In the 1990s a huge security operation was conducted each July during the yearly parade by the Orange Order in the town of Portadown, Northern Ireland.  Trouble flared between nationalists and loyalists during the return march along the Garvaghy Road from Drumcree Church.  On Sunday 6th July 1997, 1500 soldiers and police moved into the nationalist area and sealed-off all the roads.  This led to clashes with around 300 protestors.  A line of soldiers and armoured personnel carriers kept the factions apart, but after the parade had marched along Garvaghy Road at noon, a large-scale riot developed.  About 40 plastic bullets were fired at rioters, and about 18 people were taken to hospital.  In nearby Lurgan, nationalist protestors stopped a train and set it alight, while fierce riots erupted in several nationalist areas around Northern Ireland.  Several RUC and Army patrols came under fire, especially in North and West Belfast.  The widespread violence lasted until 10th July, when the Orange Order decided unilaterally to re-route six parades.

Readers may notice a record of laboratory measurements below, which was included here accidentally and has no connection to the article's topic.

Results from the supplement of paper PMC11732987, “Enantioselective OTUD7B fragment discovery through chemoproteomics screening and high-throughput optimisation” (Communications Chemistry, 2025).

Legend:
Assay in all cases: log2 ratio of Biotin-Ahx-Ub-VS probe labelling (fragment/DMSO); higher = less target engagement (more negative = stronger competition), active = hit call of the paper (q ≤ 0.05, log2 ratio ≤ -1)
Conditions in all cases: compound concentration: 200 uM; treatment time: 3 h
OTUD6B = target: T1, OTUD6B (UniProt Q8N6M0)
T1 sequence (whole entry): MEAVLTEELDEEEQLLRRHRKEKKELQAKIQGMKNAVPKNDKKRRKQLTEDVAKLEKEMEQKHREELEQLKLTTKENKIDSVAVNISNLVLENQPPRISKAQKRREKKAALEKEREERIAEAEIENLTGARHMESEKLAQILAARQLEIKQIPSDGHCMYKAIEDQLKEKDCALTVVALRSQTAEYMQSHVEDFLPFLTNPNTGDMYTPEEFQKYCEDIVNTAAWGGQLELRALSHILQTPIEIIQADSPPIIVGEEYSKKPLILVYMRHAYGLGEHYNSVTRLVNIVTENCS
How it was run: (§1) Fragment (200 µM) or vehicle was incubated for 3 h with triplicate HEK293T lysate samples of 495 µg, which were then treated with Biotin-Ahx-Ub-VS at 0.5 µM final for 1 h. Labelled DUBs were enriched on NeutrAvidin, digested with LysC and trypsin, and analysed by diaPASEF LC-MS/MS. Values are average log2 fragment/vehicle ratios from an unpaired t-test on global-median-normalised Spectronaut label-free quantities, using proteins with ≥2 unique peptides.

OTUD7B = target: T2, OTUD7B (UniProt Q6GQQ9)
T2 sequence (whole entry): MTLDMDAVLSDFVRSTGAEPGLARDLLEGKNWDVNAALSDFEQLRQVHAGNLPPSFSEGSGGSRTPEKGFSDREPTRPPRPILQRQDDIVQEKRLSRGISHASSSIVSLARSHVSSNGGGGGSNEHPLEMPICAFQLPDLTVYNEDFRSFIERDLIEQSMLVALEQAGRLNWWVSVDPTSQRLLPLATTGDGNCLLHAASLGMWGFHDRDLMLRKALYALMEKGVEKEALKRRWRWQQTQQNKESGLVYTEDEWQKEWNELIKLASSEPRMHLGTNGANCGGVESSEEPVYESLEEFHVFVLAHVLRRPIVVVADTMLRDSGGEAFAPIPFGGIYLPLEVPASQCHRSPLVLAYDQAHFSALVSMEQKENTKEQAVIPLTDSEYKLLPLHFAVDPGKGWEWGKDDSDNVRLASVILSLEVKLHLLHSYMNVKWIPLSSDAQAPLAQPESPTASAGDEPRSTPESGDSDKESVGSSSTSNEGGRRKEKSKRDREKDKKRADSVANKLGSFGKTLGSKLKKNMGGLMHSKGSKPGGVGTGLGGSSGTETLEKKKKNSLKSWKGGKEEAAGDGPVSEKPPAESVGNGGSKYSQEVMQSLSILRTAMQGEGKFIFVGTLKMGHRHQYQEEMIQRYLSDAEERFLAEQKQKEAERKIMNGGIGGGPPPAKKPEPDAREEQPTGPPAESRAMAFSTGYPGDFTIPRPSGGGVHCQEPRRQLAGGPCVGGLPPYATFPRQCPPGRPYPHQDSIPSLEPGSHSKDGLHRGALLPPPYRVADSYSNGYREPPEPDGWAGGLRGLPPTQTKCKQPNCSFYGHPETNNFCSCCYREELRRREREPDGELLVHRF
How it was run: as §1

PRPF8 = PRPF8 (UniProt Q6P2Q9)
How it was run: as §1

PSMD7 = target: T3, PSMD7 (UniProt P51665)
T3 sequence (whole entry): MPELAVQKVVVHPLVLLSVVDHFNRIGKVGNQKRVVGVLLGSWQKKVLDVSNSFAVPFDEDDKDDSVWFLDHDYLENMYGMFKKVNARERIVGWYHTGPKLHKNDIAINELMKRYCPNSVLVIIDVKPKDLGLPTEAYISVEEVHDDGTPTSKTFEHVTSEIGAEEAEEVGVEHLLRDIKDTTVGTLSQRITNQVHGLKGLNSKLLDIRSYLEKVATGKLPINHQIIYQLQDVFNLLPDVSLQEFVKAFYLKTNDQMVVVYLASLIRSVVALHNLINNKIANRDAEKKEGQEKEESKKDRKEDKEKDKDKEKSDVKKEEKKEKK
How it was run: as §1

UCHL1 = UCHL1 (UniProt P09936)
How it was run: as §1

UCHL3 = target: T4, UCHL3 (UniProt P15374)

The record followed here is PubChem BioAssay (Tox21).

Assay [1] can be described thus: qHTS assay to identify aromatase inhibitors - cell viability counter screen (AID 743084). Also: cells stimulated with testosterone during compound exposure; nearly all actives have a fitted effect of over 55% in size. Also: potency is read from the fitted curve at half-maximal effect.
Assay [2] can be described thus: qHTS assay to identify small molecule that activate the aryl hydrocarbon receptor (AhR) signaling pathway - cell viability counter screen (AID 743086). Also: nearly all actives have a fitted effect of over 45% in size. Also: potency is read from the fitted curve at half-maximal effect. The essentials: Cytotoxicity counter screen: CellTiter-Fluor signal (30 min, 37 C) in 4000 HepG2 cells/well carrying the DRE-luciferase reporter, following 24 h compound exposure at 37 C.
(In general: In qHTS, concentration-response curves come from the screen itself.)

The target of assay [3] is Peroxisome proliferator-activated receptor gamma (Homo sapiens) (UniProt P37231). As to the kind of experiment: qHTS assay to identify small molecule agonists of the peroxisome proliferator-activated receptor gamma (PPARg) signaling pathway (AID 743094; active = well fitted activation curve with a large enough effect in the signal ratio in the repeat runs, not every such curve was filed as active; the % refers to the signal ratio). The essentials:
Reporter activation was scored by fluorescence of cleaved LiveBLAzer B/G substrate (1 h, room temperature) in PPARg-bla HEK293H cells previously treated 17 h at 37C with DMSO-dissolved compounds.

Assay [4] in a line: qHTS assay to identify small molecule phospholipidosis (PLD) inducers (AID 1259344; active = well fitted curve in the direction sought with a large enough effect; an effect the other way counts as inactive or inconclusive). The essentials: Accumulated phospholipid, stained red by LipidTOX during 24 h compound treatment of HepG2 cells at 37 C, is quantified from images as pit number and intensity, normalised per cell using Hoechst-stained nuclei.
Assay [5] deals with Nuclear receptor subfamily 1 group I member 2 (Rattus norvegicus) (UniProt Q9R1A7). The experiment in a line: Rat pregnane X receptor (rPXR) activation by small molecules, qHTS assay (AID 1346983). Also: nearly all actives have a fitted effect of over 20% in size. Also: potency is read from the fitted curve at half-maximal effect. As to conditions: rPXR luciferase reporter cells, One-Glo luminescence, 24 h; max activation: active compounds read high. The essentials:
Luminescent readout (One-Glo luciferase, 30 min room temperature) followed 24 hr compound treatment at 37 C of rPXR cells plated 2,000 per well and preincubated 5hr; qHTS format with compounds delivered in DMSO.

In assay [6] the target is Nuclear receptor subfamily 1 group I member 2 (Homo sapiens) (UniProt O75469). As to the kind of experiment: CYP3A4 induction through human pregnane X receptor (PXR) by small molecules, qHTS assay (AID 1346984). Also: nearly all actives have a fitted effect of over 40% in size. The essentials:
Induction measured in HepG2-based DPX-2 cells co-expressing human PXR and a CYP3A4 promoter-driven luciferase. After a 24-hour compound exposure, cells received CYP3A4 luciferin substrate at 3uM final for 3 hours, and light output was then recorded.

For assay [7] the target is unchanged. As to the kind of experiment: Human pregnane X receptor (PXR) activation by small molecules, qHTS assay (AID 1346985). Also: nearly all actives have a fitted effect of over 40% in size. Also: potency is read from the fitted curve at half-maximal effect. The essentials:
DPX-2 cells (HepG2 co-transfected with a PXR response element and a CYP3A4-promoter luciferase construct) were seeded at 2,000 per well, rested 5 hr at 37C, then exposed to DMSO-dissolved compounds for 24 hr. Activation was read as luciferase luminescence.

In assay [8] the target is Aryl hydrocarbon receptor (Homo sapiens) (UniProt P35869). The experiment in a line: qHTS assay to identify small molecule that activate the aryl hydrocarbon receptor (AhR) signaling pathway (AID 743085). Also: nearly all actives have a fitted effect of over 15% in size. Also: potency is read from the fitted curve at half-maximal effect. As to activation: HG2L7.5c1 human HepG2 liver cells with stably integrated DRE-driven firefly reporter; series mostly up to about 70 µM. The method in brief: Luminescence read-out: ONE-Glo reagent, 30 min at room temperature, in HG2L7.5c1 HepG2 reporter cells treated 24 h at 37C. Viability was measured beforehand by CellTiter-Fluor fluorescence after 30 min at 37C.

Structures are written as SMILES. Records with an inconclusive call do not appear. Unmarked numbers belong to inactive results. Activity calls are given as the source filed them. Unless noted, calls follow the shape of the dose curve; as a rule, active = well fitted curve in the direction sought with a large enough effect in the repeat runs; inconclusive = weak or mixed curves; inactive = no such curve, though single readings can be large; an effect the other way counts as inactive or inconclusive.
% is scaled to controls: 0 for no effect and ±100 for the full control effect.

Drumcree, The Gavaghy Road July 1997 by David Rowlands. (GS)
Half Price! - £250.00
 Below the vast bulk of the Zoo Bunker one of three giant Flak towers designed to defend Berlin from air attack, some remnants of the citys defenders gather in an attempt to break out of the doomed capital. Amongst which are troops from the 9th Fallschirmjager and Munchberg Panzer Divisions, including a rare nightfighting equipped Panther G of Oberleutnant Rasims Company, 1/29th Panzer Regiment.

Panther at the Zoo, Tiergarten, Berlin, 2nd May 1945 by David Pentland. (GS)
Half Price! - £250.00
In 1895, Leander Starr Jameson assembled a private army outside the Transvaal with the aim of invading and overthrowing the Boer government.  The idea had been to encourage civil unrest among foreign workers (Uitlanders), and use the outbreak of open revolt as an excuse to invade and take over the territory.  But Jameson grew impatient and so launched the Jameson Raid on 29th December 1895, and managed to push within twenty miles of Johannesburg before superior Boer forces compelled him and his men to surrender at Doornkop on the 2nd of Janaury 1896.
Jameson's Last Stand, Battle of Doornkop 2nd January 1896 by Richard Caton Woodville
Half Price! - £20.00